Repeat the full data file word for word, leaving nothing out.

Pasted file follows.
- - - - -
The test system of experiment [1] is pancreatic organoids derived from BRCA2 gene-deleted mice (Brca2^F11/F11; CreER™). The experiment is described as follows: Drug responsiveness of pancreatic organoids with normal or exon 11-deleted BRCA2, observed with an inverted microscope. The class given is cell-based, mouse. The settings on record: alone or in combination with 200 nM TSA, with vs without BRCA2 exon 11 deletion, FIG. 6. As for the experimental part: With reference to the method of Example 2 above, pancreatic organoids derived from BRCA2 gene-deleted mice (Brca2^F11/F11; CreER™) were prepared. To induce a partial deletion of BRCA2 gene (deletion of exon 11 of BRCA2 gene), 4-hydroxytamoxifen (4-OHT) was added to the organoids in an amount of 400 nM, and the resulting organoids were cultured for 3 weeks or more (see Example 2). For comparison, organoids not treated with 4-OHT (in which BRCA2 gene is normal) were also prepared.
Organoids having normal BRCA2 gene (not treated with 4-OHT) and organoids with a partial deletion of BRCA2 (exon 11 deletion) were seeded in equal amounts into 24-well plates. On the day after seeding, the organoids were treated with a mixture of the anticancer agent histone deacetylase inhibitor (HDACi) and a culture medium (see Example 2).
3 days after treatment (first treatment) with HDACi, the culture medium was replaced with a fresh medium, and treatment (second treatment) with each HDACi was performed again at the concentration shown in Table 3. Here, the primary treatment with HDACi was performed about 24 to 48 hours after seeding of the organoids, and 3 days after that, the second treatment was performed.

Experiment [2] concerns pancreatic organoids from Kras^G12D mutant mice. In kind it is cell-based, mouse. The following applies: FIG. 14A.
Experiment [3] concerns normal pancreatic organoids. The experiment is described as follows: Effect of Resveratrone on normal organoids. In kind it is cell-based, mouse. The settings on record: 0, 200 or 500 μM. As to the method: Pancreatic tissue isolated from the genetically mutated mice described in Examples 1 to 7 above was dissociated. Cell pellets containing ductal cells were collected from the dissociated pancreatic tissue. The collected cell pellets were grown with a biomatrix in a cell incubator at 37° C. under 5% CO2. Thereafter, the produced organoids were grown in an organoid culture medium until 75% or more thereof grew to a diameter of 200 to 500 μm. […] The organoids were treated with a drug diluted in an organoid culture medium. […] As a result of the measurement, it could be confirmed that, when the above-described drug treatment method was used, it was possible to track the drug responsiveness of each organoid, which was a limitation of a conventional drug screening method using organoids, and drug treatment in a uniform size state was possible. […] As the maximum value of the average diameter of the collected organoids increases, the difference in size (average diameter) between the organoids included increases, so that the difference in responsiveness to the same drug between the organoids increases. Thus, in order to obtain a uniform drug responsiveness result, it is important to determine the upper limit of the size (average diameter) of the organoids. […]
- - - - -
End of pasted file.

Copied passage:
The test system of experiment [1] is pancreatic organoids derived from BRCA2 gene-deleted mice (Brca2^F11/F11; CreER™). The experiment is described as follows: Drug responsiveness of pancreatic organoids with normal or exon 11-deleted BRCA2, observed with an inverted microscope. The class given is cell-based, mouse. The settings on record: alone or in combination with 200 nM TSA, with vs without BRCA2 exon 11 deletion, FIG. 6. As for the experimental part: With reference to the method of Example 2 above, pancreatic organoids derived from BRCA2 gene-deleted mice (Brca2^F11/F11; CreER™) were prepared. To induce a partial deletion of BRCA2 gene (deletion of exon 11 of BRCA2 gene), 4-hydroxytamoxifen (4-OHT) was added to the organoids in an amount of 400 nM, and the resulting organoids were cultured for 3 weeks or more (see Example 2). For comparison, organoids not treated with 4-OHT (in which BRCA2 gene is normal) were also prepared.
Organoids having normal BRCA2 gene (not treated with 4-OHT) and organoids with a partial deletion of BRCA2 (exon 11 deletion) were seeded in equal amounts into 24-well plates. On the day after seeding, the organoids were treated with a mixture of the anticancer agent histone deacetylase inhibitor (HDACi) and a culture medium (see Example 2).
3 days after treatment (first treatment) with HDACi, the culture medium was replaced with a fresh medium, and treatment (second treatment) with each HDACi was performed again at the concentration shown in Table 3. Here, the primary treatment with HDACi was performed about 24 to 48 hours after seeding of the organoids, and 3 days after that, the second treatment was performed.

Experiment [2] concerns pancreatic organoids from Kras^G12D mutant mice. In kind it is cell-based, mouse. The following applies: FIG. 14A.
Experiment [3] concerns normal pancreatic organoids. The experiment is described as follows: Effect of Resveratrone on normal organoids. In kind it is cell-based, mouse. The settings on record: 0, 200 or 500 μM. As to the method: Pancreatic tissue isolated from the genetically mutated mice described in Examples 1 to 7 above was dissociated. Cell pellets containing ductal cells were collected from the dissociated pancreatic tissue. The collected cell pellets were grown with a biomatrix in a cell incubator at 37° C. under 5% CO2. Thereafter, the produced organoids were grown in an organoid culture medium until 75% or more thereof grew to a diameter of 200 to 500 μm. […] The organoids were treated with a drug diluted in an organoid culture medium. […] As a result of the measurement, it could be confirmed that, when the above-described drug treatment method was used, it was possible to track the drug responsiveness of each organoid, which was a limitation of a conventional drug screening method using organoids, and drug treatment in a uniform size state was possible. […] As the maximum value of the average diameter of the collected organoids increases, the difference in size (average diameter) between the organoids included increases, so that the difference in responsiveness to the same drug between the organoids increases. Thus, in order to obtain a uniform drug responsiveness result, it is important to determine the upper limit of the size (average diameter) of the organoids. […]